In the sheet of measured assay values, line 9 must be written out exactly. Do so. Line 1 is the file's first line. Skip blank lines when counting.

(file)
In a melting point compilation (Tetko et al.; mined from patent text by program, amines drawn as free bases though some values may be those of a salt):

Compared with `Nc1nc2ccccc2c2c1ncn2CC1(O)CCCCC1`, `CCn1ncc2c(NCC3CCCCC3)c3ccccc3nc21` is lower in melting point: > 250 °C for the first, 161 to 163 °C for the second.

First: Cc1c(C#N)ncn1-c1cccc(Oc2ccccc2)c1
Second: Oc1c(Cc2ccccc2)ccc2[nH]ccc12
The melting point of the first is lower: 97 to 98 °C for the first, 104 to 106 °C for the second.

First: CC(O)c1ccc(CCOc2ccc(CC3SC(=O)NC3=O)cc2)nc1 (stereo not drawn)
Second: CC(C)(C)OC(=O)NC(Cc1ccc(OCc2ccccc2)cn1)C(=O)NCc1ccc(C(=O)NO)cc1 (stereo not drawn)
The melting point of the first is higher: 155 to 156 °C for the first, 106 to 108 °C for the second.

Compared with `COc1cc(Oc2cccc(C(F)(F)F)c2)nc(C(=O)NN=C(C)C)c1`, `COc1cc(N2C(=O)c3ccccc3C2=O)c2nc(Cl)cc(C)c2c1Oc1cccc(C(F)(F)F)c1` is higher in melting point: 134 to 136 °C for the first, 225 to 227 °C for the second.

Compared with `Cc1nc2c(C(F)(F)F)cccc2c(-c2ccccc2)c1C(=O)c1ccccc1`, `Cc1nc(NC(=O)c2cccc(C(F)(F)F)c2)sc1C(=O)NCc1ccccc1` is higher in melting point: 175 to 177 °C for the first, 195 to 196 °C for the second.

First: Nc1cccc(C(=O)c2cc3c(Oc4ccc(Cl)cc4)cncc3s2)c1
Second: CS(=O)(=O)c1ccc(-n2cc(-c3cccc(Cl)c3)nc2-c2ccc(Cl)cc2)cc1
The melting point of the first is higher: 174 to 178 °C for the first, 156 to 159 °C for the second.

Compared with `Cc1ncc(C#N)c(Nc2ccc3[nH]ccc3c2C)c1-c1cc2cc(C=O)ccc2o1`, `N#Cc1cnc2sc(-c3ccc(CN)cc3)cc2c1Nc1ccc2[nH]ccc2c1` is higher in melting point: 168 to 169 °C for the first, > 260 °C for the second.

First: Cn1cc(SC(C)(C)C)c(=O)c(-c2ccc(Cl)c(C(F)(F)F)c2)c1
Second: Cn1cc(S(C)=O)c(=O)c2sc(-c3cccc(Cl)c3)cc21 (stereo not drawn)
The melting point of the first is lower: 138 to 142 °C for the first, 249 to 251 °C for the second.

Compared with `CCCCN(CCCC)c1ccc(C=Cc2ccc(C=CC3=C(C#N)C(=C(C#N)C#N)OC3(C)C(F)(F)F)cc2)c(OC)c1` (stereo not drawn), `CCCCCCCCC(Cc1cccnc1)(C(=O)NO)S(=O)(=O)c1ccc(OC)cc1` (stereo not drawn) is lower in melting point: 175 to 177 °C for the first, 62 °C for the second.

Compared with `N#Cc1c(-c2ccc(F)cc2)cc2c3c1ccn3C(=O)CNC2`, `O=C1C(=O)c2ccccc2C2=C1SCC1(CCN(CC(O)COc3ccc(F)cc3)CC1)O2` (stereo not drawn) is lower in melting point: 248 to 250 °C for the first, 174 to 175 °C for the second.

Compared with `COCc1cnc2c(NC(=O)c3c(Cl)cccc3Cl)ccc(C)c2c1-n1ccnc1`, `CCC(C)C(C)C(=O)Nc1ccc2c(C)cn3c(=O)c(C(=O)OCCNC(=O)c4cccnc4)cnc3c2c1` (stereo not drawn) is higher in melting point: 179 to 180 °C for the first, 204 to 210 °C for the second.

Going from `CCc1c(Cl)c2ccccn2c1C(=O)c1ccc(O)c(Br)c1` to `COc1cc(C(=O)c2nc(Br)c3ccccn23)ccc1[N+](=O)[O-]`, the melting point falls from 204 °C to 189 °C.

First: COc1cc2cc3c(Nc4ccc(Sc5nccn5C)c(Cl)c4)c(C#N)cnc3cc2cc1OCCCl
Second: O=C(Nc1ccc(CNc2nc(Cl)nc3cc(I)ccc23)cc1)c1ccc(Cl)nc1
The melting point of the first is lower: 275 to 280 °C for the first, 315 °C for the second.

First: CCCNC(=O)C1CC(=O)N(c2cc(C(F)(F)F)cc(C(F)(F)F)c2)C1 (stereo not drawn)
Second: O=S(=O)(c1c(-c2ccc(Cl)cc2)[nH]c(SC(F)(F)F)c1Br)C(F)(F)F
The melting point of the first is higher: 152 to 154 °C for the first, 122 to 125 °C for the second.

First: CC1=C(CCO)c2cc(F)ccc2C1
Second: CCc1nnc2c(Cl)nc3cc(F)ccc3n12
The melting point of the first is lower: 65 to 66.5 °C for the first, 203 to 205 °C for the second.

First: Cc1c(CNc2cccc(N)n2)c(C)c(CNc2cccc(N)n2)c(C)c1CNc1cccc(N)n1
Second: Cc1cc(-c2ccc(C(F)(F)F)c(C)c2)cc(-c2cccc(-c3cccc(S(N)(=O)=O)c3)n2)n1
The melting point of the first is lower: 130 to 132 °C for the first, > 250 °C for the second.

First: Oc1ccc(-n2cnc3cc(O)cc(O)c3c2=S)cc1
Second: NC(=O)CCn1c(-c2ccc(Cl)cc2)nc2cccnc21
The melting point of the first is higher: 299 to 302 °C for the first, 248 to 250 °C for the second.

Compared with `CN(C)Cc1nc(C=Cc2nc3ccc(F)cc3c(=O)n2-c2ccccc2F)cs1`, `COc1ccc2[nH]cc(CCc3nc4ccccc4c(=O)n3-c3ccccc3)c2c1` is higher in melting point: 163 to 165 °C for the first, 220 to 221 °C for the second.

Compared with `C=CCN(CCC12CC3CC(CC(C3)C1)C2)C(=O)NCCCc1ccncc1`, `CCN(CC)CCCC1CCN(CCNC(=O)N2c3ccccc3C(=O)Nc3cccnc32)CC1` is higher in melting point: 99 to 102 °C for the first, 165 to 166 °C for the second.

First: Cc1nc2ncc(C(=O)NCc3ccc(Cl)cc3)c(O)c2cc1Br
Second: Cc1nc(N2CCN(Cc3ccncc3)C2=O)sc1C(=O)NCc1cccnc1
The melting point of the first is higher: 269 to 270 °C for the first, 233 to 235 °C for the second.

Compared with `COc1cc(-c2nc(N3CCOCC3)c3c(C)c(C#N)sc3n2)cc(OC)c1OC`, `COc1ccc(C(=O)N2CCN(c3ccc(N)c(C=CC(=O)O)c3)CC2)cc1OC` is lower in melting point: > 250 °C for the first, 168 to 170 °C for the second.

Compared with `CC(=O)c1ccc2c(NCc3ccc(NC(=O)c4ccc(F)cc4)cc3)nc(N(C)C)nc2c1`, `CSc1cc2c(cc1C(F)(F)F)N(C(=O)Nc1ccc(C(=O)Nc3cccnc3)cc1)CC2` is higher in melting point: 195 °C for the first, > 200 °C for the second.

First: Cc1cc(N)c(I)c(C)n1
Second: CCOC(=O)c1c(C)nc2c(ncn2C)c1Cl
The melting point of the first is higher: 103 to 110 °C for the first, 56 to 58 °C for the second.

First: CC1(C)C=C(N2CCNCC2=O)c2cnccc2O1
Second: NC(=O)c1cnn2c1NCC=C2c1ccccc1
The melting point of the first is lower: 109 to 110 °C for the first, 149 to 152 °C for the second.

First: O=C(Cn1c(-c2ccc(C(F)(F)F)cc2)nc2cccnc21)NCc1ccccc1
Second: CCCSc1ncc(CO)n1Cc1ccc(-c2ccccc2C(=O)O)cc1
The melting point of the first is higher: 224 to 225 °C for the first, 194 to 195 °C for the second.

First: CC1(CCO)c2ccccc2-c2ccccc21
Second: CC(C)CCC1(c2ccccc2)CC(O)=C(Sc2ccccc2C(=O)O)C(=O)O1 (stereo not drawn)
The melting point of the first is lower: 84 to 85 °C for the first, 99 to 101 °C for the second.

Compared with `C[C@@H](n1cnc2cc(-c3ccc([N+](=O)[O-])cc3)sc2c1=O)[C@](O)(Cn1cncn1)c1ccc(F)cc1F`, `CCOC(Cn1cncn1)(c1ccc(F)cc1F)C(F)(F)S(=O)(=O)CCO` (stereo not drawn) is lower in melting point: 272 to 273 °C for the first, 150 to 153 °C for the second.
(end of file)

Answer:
Compared with `COc1cc(Oc2cccc(C(F)(F)F)c2)nc(C(=O)NN=C(C)C)c1`, `COc1cc(N2C(=O)c3ccccc3C2=O)c2nc(Cl)cc(C)c2c1Oc1cccc(C(F)(F)F)c1` is higher in melting point: 134 to 136 °C for the first, 225 to 227 °C for the second.